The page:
“Make a joyful noise to the Lord, all the earth; break forth into joyous song and sing praises! Sing praises to the Lord with the lyre, with the lyre and the sound of melody! With trumpets and the sound of the horn make a joyful noise before the King, the Lord! Let the sea roar, and all that fills it; the world and those who dwell in it! Let the rivers clap their hands; let the hills sing for joy together before the Lord, for he comes to judge the earth. He will judge the world with righteousness, and the peoples with equity.” (Psalm 98: 4-9 ESV)
It is certainly one of, if not the most, well-known Christmas carols. Most of us learned it at an early age and will sing it at least once during this Christmas season. As the Grinch would say, “It is both joyful and triumphant!” It captures so well the awe, wonder, and exuberance the shepherds must have felt that fateful night when an angel of the Lord appeared and announced “Today in the town of David a Savior has been born to you; he is Christ the Lord.” (Luke 2:11 NIV)
That is the image it brings to mind when we sing Joy to the World. However, it is not the image Isaac Watts had in mind when he wrote that familiar song. It was originally published in his 1719 hymnbook titled The Palms of David: Imitated in the Language of the New Testament and Applied to the Christian State and Worship. How’s that for a catchy title?
Like many young people today, Watts found much of the congregational singing in the England of his day very uninspiring and lacking in passion. He once remarked “To see the dull indifference, the negligent and thoughtless air that sits upon the faces of a whole assembly, while the psalm is upon their lips, might even tempt a charitable observer to suspect the fervency of their inward religion.”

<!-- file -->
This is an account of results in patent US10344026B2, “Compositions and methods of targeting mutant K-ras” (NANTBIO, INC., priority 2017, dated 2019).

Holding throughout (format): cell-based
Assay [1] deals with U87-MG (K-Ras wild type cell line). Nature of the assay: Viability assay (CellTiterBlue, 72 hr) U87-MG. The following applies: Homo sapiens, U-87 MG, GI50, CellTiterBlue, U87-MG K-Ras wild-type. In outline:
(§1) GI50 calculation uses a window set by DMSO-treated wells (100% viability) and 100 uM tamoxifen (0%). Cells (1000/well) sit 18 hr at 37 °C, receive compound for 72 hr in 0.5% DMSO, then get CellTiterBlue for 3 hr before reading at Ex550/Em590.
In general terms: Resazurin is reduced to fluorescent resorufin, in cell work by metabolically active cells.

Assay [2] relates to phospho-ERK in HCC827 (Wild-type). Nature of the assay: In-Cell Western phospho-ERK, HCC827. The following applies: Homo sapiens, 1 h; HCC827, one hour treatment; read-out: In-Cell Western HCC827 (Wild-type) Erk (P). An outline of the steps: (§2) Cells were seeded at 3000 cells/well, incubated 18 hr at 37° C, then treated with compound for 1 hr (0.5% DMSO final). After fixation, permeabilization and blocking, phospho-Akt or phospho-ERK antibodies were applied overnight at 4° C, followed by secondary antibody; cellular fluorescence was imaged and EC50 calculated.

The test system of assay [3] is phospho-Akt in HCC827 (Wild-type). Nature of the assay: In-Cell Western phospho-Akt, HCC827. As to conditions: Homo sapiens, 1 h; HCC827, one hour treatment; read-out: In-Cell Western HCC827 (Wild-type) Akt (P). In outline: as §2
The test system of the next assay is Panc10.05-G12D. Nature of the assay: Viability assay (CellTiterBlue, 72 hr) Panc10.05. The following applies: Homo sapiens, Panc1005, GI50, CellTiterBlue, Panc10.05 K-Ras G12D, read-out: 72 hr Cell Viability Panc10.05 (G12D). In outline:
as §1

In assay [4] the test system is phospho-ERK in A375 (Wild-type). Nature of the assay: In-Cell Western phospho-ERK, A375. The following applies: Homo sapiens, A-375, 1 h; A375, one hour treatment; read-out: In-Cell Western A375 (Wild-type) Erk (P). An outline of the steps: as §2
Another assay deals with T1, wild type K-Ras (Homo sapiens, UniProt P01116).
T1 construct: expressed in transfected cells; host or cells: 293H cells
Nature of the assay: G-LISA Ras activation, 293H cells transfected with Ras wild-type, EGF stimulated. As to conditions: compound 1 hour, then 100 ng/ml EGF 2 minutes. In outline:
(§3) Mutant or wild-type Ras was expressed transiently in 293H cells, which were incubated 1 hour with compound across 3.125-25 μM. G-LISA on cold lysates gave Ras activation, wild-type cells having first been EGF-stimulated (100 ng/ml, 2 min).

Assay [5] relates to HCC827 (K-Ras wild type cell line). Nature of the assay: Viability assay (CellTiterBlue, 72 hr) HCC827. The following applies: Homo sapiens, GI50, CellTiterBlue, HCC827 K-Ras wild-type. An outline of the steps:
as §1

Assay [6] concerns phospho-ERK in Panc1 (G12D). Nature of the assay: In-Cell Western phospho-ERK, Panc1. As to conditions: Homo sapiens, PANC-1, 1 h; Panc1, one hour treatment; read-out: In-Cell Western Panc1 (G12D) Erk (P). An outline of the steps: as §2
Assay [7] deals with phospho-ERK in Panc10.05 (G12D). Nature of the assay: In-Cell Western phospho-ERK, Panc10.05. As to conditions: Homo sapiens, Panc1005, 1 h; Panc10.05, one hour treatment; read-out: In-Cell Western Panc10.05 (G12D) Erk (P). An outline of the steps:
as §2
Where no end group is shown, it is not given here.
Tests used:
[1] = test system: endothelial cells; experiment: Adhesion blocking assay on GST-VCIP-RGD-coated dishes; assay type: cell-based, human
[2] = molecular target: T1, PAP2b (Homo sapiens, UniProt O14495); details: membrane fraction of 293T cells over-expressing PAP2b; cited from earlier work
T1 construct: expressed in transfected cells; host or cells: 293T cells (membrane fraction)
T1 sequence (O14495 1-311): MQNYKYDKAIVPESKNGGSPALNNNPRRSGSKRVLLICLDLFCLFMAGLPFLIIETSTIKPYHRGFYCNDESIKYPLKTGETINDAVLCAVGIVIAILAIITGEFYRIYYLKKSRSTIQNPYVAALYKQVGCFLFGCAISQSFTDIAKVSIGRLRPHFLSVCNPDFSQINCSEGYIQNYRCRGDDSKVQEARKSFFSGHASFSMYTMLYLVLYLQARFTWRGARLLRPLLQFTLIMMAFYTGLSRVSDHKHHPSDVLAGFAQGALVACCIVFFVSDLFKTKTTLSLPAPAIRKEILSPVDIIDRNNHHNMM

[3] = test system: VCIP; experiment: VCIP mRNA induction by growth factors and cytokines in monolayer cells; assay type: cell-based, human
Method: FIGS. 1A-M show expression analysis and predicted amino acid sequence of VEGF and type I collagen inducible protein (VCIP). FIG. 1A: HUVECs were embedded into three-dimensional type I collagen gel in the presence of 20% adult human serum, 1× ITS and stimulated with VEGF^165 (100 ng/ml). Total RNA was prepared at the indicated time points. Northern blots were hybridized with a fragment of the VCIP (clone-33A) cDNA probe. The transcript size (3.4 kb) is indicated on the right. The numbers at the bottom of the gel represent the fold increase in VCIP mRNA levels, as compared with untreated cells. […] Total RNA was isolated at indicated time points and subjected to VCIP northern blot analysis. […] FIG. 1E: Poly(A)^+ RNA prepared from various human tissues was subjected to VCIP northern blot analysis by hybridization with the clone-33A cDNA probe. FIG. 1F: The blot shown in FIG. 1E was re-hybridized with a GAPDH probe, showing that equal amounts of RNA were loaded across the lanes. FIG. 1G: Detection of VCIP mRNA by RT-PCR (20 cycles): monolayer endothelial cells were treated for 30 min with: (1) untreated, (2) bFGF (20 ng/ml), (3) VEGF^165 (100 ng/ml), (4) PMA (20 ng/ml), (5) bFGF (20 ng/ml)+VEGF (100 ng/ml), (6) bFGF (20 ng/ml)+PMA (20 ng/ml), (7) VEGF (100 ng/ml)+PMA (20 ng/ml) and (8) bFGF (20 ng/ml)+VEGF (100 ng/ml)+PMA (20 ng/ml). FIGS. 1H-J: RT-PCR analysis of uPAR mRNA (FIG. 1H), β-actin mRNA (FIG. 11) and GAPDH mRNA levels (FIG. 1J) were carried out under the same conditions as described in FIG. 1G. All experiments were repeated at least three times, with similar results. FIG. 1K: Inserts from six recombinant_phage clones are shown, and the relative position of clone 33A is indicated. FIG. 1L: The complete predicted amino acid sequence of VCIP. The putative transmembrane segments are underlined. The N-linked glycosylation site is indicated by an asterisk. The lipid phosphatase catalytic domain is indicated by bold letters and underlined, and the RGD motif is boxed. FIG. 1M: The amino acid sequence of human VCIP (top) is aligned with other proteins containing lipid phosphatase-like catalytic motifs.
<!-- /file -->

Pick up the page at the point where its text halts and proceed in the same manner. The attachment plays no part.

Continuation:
Seeking to energize congregational worship, Watts set out to write hymns based on the Psalms “in such a manner as we have reason to believe David would have composed them if he had lived in our day.” Some have called Isaac Watts the Chris Tomlin of his day.
Watts composed the words of Joy to the World based on Psalm 98, specifically the verses cited above. If you focus on those familiar lyrics, you can’t help but notice that there is no mention of those scenes and characters we all know so well from the Christmas story as told by Luke. That is because Watts wrote the lyrics of Joy to the World with the Second Coming of Christ in mind, rather than his birth.
As I have prepared my heart for Christmas this year, I have found myself focused on the return of Christ perhaps as much as his birth. Several years ago, I began the practice of reading a different gospel account each month while continuing to read through the rest of the New Testament every six months. Following this schedule means that each December, I find myself both in John’s Gospel and in Revelation, John’s account of Christ’s return.
The combination of those two books of the Bible remind me that I live between two world-changing events – that of Christ’s incarnation, death, and resurrection and of his promised return to gather those of us he died to save. As we celebrate his birth this year, may we be equally as anxious and prepared for his promised return, just like a child on Christmas morning. Like Watts, may we long for that glorious day when the nations will indeed “prove the glories of his righteousness and wonders of his love.”
May each of you enjoy a Christ-filled and Christ-focused Christmas this year, celebrating his birth while anticipating his glorious return.
“The Spirit and the Bride say, ‘Come.’ And let the one who hears say, ‘Come.’ And let the one who is thirsty come; let the one who desires take the water of life without price. … He who testifies to these things says, ‘Surely I am coming soon.’ Amen. Come, Lord Jesus!” (Revelation 22: 17, 20 ESV)
Wouldn’t let me post a reply, but that was very interesting.
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